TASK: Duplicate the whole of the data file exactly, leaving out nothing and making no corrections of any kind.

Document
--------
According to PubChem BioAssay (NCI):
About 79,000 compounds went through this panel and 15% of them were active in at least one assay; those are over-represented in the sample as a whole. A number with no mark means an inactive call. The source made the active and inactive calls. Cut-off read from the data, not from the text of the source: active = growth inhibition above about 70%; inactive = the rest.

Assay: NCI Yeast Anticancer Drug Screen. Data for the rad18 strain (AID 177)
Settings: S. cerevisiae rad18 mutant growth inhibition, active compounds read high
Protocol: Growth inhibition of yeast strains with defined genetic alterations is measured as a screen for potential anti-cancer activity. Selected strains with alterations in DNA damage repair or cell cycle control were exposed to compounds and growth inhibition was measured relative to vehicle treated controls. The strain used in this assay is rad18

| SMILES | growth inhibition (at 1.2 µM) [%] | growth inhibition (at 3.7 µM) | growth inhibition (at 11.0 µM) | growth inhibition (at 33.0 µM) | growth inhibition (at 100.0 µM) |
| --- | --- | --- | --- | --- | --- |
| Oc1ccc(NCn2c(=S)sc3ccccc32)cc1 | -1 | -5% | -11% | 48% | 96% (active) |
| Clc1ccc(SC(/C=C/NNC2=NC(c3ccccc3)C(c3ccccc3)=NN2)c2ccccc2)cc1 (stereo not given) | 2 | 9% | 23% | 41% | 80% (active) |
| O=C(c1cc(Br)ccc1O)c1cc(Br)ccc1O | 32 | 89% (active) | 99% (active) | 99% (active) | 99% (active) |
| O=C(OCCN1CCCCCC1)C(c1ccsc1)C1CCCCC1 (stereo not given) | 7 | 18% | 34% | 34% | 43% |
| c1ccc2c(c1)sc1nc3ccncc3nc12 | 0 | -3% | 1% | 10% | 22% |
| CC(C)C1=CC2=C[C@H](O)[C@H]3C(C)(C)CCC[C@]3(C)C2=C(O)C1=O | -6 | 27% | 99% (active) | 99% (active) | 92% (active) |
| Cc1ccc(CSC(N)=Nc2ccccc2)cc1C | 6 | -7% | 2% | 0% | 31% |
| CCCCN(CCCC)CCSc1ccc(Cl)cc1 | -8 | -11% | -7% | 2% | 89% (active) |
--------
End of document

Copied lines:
According to PubChem BioAssay (NCI):
About 79,000 compounds went through this panel and 15% of them were active in at least one assay; those are over-represented in the sample as a whole. A number with no mark means an inactive call. The source made the active and inactive calls. Cut-off read from the data, not from the text of the source: active = growth inhibition above about 70%; inactive = the rest.

Assay: NCI Yeast Anticancer Drug Screen. Data for the rad18 strain (AID 177)
Settings: S. cerevisiae rad18 mutant growth inhibition, active compounds read high
Protocol: Growth inhibition of yeast strains with defined genetic alterations is measured as a screen for potential anti-cancer activity. Selected strains with alterations in DNA damage repair or cell cycle control were exposed to compounds and growth inhibition was measured relative to vehicle treated controls. The strain used in this assay is rad18

| SMILES | growth inhibition (at 1.2 µM) [%] | growth inhibition (at 3.7 µM) | growth inhibition (at 11.0 µM) | growth inhibition (at 33.0 µM) | growth inhibition (at 100.0 µM) |
| --- | --- | --- | --- | --- | --- |
| Oc1ccc(NCn2c(=S)sc3ccccc32)cc1 | -1 | -5% | -11% | 48% | 96% (active) |
| Clc1ccc(SC(/C=C/NNC2=NC(c3ccccc3)C(c3ccccc3)=NN2)c2ccccc2)cc1 (stereo not given) | 2 | 9% | 23% | 41% | 80% (active) |
| O=C(c1cc(Br)ccc1O)c1cc(Br)ccc1O | 32 | 89% (active) | 99% (active) | 99% (active) | 99% (active) |
| O=C(OCCN1CCCCCC1)C(c1ccsc1)C1CCCCC1 (stereo not given) | 7 | 18% | 34% | 34% | 43% |
| c1ccc2c(c1)sc1nc3ccncc3nc12 | 0 | -3% | 1% | 10% | 22% |
| CC(C)C1=CC2=C[C@H](O)[C@H]3C(C)(C)CCC[C@]3(C)C2=C(O)C1=O | -6 | 27% | 99% (active) | 99% (active) | 92% (active) |
| Cc1ccc(CSC(N)=Nc2ccccc2)cc1C | 6 | -7% | 2% | 0% | 31% |
| CCCCN(CCCC)CCSc1ccc(Cl)cc1 | -8 | -11% | -7% | 2% | 89% (active) |